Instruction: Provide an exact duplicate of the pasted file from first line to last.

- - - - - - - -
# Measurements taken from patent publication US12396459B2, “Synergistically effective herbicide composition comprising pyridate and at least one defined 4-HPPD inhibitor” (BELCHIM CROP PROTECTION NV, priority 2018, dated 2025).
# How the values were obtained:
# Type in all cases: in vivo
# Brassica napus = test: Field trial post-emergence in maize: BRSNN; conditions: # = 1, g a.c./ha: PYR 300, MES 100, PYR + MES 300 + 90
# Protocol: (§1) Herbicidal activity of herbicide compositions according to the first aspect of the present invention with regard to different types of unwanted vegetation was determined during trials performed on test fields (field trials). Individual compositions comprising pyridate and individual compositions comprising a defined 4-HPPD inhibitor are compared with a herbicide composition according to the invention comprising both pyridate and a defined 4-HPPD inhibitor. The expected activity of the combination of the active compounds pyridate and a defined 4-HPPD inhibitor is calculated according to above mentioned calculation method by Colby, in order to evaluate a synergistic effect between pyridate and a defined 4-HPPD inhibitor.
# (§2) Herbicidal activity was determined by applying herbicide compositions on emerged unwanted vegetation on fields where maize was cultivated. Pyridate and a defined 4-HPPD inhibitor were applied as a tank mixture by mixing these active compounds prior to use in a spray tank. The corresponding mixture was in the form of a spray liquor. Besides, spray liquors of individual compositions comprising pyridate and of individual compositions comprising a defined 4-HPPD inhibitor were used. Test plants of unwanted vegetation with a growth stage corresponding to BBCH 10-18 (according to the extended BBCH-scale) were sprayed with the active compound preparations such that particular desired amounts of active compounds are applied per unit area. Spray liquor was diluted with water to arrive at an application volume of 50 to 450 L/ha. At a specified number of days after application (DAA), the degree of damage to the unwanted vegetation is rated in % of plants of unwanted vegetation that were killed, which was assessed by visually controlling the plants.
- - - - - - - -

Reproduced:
# Measurements taken from patent publication US12396459B2, “Synergistically effective herbicide composition comprising pyridate and at least one defined 4-HPPD inhibitor” (BELCHIM CROP PROTECTION NV, priority 2018, dated 2025).
# How the values were obtained:
# Type in all cases: in vivo
# Brassica napus = test: Field trial post-emergence in maize: BRSNN; conditions: # = 1, g a.c./ha: PYR 300, MES 100, PYR + MES 300 + 90
# Protocol: (§1) Herbicidal activity of herbicide compositions according to the first aspect of the present invention with regard to different types of unwanted vegetation was determined during trials performed on test fields (field trials). Individual compositions comprising pyridate and individual compositions comprising a defined 4-HPPD inhibitor are compared with a herbicide composition according to the invention comprising both pyridate and a defined 4-HPPD inhibitor. The expected activity of the combination of the active compounds pyridate and a defined 4-HPPD inhibitor is calculated according to above mentioned calculation method by Colby, in order to evaluate a synergistic effect between pyridate and a defined 4-HPPD inhibitor.
# (§2) Herbicidal activity was determined by applying herbicide compositions on emerged unwanted vegetation on fields where maize was cultivated. Pyridate and a defined 4-HPPD inhibitor were applied as a tank mixture by mixing these active compounds prior to use in a spray tank. The corresponding mixture was in the form of a spray liquor. Besides, spray liquors of individual compositions comprising pyridate and of individual compositions comprising a defined 4-HPPD inhibitor were used. Test plants of unwanted vegetation with a growth stage corresponding to BBCH 10-18 (according to the extended BBCH-scale) were sprayed with the active compound preparations such that particular desired amounts of active compounds are applied per unit area. Spray liquor was diluted with water to arrive at an application volume of 50 to 450 L/ha. At a specified number of days after application (DAA), the degree of damage to the unwanted vegetation is rated in % of plants of unwanted vegetation that were killed, which was assessed by visually controlling the plants.